Nanocellular graphene amplifies battery capacity

Nicola Brittain

Mechanically robust nanocellular graphene could help improve the efficiency of sodium-ion batteries.

As the electric vehicle (EV) industry continues to grow, the selection of energy storage solutions is pivotal in driving the transition to a more sustainable future. Lithium-ion batteries have been the leading choice for manufacturers in this space, but demand for these batteries is increasing and the cost of raw materials to make them is high.

The emergence of sodium-ion technologies, however, paves the way for another alternative, with experts touting sodium as being cheaper, more environmentally friendly, and easier to source, with fewer supply chain challenges than that of lithium-ion.

To make sodium-ion batteries a more commercially viable option for EV manufacturers, there is still a look of research and work to be done. So, to improve on the performance and efficiency of these batteries, researchers at Tohoku University in Japan have assessed the use of nanocellular graphene within these applications.

What is graphene?

Ever since its discovery in 2004, graphene has been revolutionising the field of materials science and beyond and comprises two-dimensional sheets of carbon atoms, bonded into a thin hexagonal shape with a thickness of one atom layer. Despite its thinness, graphene is strong, lightweight, flexible, and transparent. It also exhibits extraordinary electrical and thermal conductivity, high surface area, and impermeability to gases. From high-speed transistors to biosensors, it boasts versatility in applications.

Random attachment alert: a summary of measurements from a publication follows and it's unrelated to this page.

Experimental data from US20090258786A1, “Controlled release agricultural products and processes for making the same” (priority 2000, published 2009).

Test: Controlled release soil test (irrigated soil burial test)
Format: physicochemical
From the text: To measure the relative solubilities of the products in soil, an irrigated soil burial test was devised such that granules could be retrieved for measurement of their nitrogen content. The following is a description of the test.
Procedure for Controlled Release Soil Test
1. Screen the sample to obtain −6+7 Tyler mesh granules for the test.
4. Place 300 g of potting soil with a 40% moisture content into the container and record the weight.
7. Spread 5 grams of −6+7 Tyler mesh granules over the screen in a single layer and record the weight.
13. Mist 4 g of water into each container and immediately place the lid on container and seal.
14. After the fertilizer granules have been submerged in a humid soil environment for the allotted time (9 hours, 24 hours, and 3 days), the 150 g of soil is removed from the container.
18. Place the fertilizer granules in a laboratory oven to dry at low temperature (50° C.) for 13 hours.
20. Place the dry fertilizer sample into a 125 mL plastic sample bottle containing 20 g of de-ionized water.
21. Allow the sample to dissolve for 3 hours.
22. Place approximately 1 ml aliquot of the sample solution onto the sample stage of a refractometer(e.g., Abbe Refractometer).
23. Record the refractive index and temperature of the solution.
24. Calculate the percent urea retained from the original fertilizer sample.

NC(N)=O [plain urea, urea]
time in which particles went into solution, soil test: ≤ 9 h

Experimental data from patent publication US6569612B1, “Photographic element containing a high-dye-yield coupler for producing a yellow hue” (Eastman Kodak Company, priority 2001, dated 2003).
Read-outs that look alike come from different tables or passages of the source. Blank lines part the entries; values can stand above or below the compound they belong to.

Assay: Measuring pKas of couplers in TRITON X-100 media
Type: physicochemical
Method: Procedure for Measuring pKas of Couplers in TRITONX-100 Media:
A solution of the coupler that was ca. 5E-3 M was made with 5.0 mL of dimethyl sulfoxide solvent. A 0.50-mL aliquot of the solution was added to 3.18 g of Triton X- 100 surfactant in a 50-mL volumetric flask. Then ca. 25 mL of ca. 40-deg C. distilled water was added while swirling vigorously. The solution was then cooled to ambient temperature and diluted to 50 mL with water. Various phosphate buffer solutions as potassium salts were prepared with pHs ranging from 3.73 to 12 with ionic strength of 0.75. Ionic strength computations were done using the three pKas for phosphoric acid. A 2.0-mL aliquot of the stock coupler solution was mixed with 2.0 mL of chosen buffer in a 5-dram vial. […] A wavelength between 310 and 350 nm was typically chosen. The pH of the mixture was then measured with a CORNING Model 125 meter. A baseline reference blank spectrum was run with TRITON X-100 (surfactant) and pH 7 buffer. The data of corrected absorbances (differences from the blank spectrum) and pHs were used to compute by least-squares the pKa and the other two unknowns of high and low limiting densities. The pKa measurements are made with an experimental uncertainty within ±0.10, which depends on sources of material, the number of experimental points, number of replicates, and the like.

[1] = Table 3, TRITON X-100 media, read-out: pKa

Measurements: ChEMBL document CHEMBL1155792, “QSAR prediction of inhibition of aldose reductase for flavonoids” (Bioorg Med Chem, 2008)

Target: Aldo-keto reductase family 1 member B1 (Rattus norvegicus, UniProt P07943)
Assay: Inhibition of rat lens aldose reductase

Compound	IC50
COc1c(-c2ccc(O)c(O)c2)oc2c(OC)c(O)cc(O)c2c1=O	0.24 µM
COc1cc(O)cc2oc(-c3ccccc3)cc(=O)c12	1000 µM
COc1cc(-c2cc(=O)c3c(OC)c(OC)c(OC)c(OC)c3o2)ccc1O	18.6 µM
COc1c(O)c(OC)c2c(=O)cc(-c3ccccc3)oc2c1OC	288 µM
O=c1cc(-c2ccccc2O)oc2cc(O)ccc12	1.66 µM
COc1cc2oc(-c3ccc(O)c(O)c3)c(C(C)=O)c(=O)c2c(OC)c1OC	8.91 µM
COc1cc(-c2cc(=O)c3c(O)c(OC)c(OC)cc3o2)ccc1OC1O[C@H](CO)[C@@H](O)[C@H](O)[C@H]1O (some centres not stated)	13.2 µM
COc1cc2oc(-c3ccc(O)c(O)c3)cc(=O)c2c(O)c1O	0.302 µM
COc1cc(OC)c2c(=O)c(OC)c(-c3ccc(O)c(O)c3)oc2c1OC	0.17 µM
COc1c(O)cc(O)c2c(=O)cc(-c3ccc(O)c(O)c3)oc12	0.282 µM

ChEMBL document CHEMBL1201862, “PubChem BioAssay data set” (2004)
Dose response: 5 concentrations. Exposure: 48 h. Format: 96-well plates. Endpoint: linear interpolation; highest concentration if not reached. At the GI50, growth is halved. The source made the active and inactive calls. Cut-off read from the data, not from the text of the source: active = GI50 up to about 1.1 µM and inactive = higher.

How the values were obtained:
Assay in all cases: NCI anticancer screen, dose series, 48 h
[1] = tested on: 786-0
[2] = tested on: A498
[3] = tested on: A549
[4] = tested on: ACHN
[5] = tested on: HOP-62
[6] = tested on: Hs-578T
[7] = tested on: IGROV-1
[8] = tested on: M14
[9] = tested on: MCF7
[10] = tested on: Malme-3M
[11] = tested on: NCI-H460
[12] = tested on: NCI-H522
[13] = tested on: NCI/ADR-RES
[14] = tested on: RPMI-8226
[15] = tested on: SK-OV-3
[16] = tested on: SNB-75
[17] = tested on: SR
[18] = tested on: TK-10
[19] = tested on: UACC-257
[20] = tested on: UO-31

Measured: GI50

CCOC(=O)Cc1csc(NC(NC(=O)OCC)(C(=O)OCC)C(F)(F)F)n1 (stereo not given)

Nanocellular graphene (NCG) is a specialised form of graphene that achieves a large specific surface area by stacking multiple layers of graphene and controlling its internal structure with a nanoscale cellular morphology.

NCG is known for its potential to improve the performance of electronic devices, energy devices and sensors, but its development has been stymied by defects that occur during the manufacturing process. Cracks often appear when forming NCG, and scientists are looking for new processing technologies that can fabricate homogeneous, crack-free, and seamless NCGs at appropriate scales.

The research

“We discovered that carbon atoms rapidly self-assemble into crack-free NCG during liquid metal dealloying of an amorphous manganese carbon (Mn-C) precursor in a molten bismuth,” says Won-Young Park, a graduate student at Tohoku University.

Dealloying is a processing technique that exploits the varying miscibility of alloy components in a molten metal bath and selectively corrodes certain components of the alloy while preserving others.

Park and his colleagues demonstrated that NCGs developed by this method exhibited high tensile strength and high conductivity after graphitisation. Moreover, they put the material to the test in a sodium-ion battery (SIB).

“We used the developed NCG as an active material and current collector in a SIB, where it demonstrated a high rate, long life, and excellent deformation resistance. Our method of making crack-free NCG will make it possible to raise the performance and flexibility of SIBs – an alternative technology to lithium-ion batteries for certain applications, particularly in large-scale energy storage and stationary power systems where cost, safety, and sustainability considerations are paramount.”

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